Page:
As the Securities and Exchange Commission (“SEC”) finishes the rulemaking that provides a structure for full implementation of the JOBS Act, much has been written about its impact on smaller U.S. businesses. Less has been said about the benefits it may confer on foreign issuers seeking to enter U.S. markets using going public transactions.
Emerging Growth Companies
Foreign issuers, like their U.S.-based counterparts, may be defined as an “emerging growth companies” if they have less than $1 billion in annual gross revenues, have not raised more than $1 billion in debt, and have not conducted an SEC registered public offering prior to December 8, 2011. If they wish to complete a going public transaction for their SEC registration statements on Form F-1, the securities laws provided them with relaxed disclosure requirements.
The JOBS Act provides foreign issuers with the opportunity to “test the waters” with potential institutional accredited investors prior to filing a registration statement, confidential SEC review of draft registration statements, and reduced auditor and accounting requirements.
Under the JOBS Act Rule 506(c) of Regulation D provides domestic and foreign issuers with the opportunity to engage in general solicitation and advertising of the offering before and after their offerings going public transactions. Until Rule 506(c), general solicitation and advertising was prohibited in all private offerings; they are still not allowed in any offering in which non-accredited investors may participate.
Under Rule 506(c), companies may advertise their securities on television, on the radio, in the social media, at seminars and more. Although these advertisements will necessarily be broadly disseminated, issuers can accept funding from accredited investors only. They must take “reasonable steps” to ensure that those investors meet the definition of an “accredited investor”.
An accredited investor is:
a natural person who has individual net worth, or joint net worth with the person’s spouse, that exceeds $1 million at the time of the purchase, excluding the value of the primary residence of such person; or a natural person with income exceeding $200,000 in each of the two most recent years or joint income with a spouse exceeding $300,000 for those years and a reasonable expectation of the same income level in the current year.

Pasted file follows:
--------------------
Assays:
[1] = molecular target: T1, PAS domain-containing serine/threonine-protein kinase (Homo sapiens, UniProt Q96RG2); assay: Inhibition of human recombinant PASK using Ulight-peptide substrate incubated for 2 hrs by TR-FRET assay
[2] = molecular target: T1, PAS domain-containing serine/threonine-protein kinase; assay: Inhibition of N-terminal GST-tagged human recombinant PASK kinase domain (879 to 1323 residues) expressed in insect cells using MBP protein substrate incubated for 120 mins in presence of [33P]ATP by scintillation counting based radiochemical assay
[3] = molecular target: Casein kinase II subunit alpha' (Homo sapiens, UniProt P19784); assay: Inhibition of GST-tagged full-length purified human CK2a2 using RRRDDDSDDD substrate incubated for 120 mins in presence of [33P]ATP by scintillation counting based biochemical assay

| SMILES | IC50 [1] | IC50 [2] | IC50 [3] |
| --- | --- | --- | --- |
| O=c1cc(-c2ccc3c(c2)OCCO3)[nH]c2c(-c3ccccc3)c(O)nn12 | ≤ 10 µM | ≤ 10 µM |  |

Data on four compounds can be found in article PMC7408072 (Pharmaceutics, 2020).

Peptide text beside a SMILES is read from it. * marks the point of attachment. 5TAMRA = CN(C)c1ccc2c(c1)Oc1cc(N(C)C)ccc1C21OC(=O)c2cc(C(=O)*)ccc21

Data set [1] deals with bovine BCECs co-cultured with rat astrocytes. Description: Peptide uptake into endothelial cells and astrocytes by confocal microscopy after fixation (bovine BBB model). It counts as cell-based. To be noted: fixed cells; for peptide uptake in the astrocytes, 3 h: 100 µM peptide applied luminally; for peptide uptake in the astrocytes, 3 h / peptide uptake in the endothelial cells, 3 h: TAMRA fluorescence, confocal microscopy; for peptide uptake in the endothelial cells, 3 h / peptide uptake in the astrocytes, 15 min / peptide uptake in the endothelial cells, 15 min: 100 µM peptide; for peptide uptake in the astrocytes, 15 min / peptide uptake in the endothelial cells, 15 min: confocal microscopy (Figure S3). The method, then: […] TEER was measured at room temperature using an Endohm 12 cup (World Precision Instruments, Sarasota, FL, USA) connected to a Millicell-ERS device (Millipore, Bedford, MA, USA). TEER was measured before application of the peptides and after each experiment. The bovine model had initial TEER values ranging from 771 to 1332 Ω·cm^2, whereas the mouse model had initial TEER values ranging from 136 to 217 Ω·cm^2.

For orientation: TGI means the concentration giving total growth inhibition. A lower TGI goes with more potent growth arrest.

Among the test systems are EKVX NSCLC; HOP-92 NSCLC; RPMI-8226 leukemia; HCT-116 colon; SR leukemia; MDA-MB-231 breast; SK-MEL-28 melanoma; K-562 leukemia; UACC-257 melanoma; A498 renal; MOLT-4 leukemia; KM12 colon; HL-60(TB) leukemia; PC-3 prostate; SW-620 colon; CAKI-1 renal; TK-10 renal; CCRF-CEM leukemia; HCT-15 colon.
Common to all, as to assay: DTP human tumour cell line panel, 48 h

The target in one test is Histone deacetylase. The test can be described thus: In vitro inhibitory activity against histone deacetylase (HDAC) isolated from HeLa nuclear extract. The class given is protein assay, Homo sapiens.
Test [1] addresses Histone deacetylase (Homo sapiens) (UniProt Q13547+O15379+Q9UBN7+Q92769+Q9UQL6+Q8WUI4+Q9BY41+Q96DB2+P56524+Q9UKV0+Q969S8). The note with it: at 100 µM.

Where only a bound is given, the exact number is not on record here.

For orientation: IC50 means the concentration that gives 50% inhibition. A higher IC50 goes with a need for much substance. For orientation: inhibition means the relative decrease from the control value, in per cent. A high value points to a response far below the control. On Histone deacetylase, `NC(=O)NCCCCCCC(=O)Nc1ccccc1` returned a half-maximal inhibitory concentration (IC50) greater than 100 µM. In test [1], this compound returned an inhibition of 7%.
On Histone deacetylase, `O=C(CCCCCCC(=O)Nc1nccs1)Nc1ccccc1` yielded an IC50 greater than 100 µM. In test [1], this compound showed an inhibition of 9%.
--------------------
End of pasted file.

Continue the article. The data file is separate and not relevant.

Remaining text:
The SEC suggests methods companies can use to make the correct determination. They may, for example, ask to review investors’ tax returns, or bank or brokerage statements; they could also request written confirmation from a broker-dealer, registered investment adviser or CPA.
While making sure investors are genuinely accredited is an added burden, the advantages of engaging in general solicitation and advertising are considerable, especially for foreign issuers that lack a strong presence in the U.S. and which need a shareholder base.
Crowdfunding is another type of exempt offering made available to small companies though another of the JOBS Act’s provisions. Foreign issuers, however, will not be eligible to use crowdfunding, along with SEC reporting companies, blank check companies, delinquent SEC filers, and others.
Foreign issuers wishing to raise capital should give thought to the new options provided by the JOBS Act and Rule 506(c). A qualified securities attorney can help identify the most suitable type of exempt offering for individual companies to assist them in effectively completing their going public transaction.
For further information about this securities law blog post, please contact Brenda Hamilton, Securities Attorney at 101 Plaza Real S, Suite 202 N, Boca Raton Florida, (561) 416-8956, by email at firstname.lastname@example.org or visit www.gopublic101.com. This securities law blog post is provided as a general informational service to clients and friends of Hamilton & Associates Law Group and should not be construed as, and does not constitute, legal and compliance advice on any specific matter, nor does this message create an attorney-client relationship. For more information about going public and the rules and regulations affecting the use of Rule 144, Form 8K, crowdfunding, FINRA Rule 6490, Rule 506 private placement offerings and memorandums, Regulation A, Rule 504 offerings, SEC reporting requirements, SEC registration statements on Form S-1 , IPO’s, OTC Pink Sheet listings, Form 10 OTCBB and OTC Markets disclosure requirements, DTC Chills, Global Locks, reverse mergers, public shells, direct public offerings and direct public offerings please contact Hamilton and Associates at (561) 416-8956 or email@example.com. Please note that the prior results discussed herein do not guarantee similar outcomes.
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